The character stands on her own, but the same cannot be said of her eventual partner. Ashburn is far more subdued—rightfully arrogant about her talents of investigation (shaming even a drug-sniffing dog in her first scene) and pitifully lonely as a result (We see her in her apartment with a cat that's not hers, but she still has a photo of herself holding it). She's a by-the-books operator who doesn't swear and is able to pack up her entire life in a few cardboard boxes.
Ashburn is pretty dull. That's the joke, but it's a limited one. She, unlike Mullins, needs a comic foil, and the character gets what she needs when she leaves her New York City home to go to Boston in order to track down a nefarious and mysterious drug lord. The two reluctantly team up when their paths cross over one of Mullins' arrests.
Ashburn wants to prove to her soon-to-be-transferred boss (Demian Bichir) that she can close this case in order to get his recommendation for a promotion; Mullins wants to ensure that the streets of her city remain safe. Maybe that opposition of motivations is another reason for the unequal balance of the characters. We admire Mullins for her unapologetic brashness and her desire to do good for people other than herself, and it's definitely not for her own benefit—a fact we learn when, after questioning a suspect in a unit of a dilapidated apartment complex full of questionable characters, she stops by her own apartment a few floors below. She even arrested her own brother (Michael Rapaport) because he had developed a nasty drug addiction. It worked. He's clean, but her trashy family (a special home-cooked meal of frozen chicken nuggets) hates her for it.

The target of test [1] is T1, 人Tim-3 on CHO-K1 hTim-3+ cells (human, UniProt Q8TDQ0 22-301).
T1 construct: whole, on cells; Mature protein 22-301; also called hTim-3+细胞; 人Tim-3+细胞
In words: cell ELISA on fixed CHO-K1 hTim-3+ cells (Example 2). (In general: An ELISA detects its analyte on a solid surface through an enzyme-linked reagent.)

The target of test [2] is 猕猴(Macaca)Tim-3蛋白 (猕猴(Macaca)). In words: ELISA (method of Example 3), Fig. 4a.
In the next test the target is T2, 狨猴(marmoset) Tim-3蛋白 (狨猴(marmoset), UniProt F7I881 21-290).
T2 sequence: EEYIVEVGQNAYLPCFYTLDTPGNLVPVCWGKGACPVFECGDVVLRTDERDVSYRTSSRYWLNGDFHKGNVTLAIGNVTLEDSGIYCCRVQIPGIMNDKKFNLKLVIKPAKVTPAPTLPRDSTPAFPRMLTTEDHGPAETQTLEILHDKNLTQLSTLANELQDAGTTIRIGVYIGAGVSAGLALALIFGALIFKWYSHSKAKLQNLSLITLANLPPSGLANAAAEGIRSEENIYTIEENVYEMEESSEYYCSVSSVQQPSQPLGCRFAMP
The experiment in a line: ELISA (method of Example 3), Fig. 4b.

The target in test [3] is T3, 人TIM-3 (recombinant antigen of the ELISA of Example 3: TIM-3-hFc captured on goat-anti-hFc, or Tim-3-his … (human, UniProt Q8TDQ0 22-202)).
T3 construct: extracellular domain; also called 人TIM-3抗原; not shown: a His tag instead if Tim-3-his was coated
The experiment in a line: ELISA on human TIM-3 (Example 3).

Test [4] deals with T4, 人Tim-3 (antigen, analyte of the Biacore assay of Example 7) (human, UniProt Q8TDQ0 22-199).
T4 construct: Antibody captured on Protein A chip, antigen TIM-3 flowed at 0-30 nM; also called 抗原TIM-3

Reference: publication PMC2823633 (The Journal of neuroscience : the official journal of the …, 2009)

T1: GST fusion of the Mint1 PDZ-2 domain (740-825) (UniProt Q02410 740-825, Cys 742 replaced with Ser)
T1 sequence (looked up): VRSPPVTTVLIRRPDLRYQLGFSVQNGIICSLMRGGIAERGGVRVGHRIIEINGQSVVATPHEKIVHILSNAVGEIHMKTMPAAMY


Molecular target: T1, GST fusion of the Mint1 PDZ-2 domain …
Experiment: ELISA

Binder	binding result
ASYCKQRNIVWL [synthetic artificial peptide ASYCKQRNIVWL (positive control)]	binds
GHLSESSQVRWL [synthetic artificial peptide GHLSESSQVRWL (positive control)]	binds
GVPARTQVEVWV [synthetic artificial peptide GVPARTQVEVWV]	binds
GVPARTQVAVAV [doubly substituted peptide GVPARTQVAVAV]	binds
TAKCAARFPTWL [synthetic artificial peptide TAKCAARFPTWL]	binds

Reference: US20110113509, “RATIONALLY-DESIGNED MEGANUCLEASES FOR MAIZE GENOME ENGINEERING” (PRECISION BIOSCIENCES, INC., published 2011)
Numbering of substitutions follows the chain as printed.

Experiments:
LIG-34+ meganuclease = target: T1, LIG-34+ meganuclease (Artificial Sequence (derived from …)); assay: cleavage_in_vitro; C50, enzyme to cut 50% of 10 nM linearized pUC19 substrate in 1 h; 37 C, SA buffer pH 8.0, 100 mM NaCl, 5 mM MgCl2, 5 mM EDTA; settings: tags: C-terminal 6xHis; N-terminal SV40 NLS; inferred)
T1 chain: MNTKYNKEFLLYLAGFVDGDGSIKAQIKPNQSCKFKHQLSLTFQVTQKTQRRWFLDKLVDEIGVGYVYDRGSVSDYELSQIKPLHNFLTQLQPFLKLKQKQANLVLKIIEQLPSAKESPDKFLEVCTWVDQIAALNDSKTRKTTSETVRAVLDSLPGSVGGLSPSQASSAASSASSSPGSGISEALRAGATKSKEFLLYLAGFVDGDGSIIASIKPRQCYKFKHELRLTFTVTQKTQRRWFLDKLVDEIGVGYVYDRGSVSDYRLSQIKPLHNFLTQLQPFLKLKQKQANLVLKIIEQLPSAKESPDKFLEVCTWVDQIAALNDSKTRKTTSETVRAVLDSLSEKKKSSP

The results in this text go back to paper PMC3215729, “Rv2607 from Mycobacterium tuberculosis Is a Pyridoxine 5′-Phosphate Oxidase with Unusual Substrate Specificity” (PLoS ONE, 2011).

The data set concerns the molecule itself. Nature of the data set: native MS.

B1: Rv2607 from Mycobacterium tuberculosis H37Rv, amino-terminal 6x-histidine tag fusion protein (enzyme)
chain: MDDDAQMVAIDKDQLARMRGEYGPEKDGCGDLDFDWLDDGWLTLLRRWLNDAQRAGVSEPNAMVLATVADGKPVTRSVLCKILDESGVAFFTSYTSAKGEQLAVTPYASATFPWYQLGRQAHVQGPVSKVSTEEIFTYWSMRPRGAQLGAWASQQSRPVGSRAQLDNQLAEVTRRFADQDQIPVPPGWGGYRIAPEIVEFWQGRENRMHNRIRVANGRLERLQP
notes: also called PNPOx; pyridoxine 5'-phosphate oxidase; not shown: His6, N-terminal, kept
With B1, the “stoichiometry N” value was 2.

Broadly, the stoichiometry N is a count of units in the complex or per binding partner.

That's enough of the touchy-feely stuff, even though Dippold manages to subtly infuse such moments into the proceedings—usually in between landing jokes. This is a comedy of adding insult to injury, and that's where Ashburn's character finally fits into the mold.
She's the butt of most of the gags, like when she lies that "her" cat ran away before she left for Boston and Mullins, quite sincerely (and that's the key to the joke), comes to the verge of tears by inferring that the cat bolted because of Ashburn's miserable life. Then there's the film's most disturbing, squirm-inducing gag that plays off Ashburn's belief that she's an expert in everything. She performs an emergency tracheotomy on a man choking on his food at a restaurant (She thinks she can, you see, because she happened upon the procedure on television), and the horrified looks and squeals of the patrons are only upstaged by the arrival of the paramedics ("You're not a doctor," Ashburn snipes in response to some not-so-veiled criticism; "Well, neither are you," the paramedic retorts).Of course, the two partners learn from each other, although the lessons are really one-sided in favor of Mullins (Ashburn goes out for a night at a local dive bar, and the third act is all about her accepting Mullins' philosophy to "bring the heat"). That's the right way to go, though. The Heat certainly benefits from the pairing of these two characters, but through and through, this is McCarthy's show.
Copyright © 2013 by Mark Dujsik. All rights reserved.